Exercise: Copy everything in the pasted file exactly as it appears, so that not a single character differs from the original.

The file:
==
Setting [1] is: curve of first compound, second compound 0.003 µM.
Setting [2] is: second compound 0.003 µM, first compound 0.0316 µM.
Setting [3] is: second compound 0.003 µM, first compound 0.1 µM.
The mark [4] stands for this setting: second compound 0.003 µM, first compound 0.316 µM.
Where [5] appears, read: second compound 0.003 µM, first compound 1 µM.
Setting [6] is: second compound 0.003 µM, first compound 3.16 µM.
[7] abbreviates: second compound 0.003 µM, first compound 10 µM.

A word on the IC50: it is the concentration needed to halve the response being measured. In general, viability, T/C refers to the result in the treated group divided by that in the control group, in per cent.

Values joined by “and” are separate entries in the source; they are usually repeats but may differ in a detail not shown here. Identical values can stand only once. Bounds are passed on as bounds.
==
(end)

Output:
Setting [1] is: curve of first compound, second compound 0.003 µM.
Setting [2] is: second compound 0.003 µM, first compound 0.0316 µM.
Setting [3] is: second compound 0.003 µM, first compound 0.1 µM.
The mark [4] stands for this setting: second compound 0.003 µM, first compound 0.316 µM.
Where [5] appears, read: second compound 0.003 µM, first compound 1 µM.
Setting [6] is: second compound 0.003 µM, first compound 3.16 µM.
[7] abbreviates: second compound 0.003 µM, first compound 10 µM.

A word on the IC50: it is the concentration needed to halve the response being measured. In general, viability, T/C refers to the result in the treated group divided by that in the control group, in per cent.

Values joined by “and” are separate entries in the source; they are usually repeats but may differ in a detail not shown here. Identical values can stand only once. Bounds are passed on as bounds.